THE STUBBORN WOOD by Emily Harvin

THE STUBBORN WOOD

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KIRKUS REVIEW

With much of the graphic fascination of The Snake Pit, and based on the factual evidence of a state investigator, this does for the private, ""financially interested"" asylum what that book did for the state institution. This is the story of Monica, whose nervous breakdown is the cumulative result of Deem's drinking, his women- and a miscarriage, and is used, by Deem, as a convenient way of disposing of her. In a succession of private sanitariums, finally narrowed down to two, Monica experiences all kinds of physical and mental brutalization, is disbelieved by Deem, is drugged before permitted visitors, is denied treatments for her physical injuries which are several. Finally, when Deem no longer wishes to continue the expense of her upkeep, Monica is transferred to a state asylum, and for the first time gets civil, if cursory- attention, and eventually the sympathy of Dr. Gensel. Gensel realizes she is sane and signs her release, although Deem attempts to block it, and Monica returns home to her children- and to the medical and legal prosecution of Deem....Again an indictment of medical (and marital) malpractices, this time motivated by profit, rather than indifference, this provides shock entertainment. Interest in the subject is still intense; it should stimulate the market.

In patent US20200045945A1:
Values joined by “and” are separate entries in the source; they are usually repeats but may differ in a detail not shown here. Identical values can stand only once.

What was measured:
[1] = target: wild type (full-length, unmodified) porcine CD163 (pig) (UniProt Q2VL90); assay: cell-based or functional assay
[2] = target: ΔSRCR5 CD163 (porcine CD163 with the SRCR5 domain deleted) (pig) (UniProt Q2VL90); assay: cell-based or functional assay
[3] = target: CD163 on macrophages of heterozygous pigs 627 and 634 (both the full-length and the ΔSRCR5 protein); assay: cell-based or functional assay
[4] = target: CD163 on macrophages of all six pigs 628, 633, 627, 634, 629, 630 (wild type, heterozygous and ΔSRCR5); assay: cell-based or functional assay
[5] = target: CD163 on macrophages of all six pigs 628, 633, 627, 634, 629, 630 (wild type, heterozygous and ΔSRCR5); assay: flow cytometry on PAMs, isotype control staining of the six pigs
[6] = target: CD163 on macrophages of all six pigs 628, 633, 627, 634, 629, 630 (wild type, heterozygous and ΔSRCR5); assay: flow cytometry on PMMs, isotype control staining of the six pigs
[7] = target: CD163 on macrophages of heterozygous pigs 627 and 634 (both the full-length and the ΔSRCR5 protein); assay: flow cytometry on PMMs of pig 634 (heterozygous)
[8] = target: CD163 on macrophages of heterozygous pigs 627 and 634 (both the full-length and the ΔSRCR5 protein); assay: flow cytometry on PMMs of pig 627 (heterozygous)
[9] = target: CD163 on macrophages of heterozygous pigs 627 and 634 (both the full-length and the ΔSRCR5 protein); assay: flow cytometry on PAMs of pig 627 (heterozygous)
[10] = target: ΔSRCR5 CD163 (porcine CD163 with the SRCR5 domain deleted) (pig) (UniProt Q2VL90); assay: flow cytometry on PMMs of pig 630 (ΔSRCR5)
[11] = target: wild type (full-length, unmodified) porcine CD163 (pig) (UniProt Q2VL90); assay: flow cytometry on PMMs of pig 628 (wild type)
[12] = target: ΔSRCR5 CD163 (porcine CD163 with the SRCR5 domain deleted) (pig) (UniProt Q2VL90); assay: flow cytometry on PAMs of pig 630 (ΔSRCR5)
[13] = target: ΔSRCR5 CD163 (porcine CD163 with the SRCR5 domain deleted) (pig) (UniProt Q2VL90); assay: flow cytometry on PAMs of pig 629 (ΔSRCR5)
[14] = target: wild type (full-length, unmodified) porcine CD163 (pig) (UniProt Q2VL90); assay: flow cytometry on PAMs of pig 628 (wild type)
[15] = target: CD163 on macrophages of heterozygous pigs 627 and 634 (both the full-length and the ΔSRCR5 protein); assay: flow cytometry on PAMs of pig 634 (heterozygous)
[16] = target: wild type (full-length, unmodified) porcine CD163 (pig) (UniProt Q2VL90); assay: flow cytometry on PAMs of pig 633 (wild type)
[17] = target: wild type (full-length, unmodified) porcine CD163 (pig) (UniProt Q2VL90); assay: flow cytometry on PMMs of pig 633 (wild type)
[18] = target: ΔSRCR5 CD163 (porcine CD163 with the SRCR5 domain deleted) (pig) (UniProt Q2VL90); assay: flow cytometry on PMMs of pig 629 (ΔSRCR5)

Pub Date: Feb. 7th, 1947
Publisher: Ziff-Davis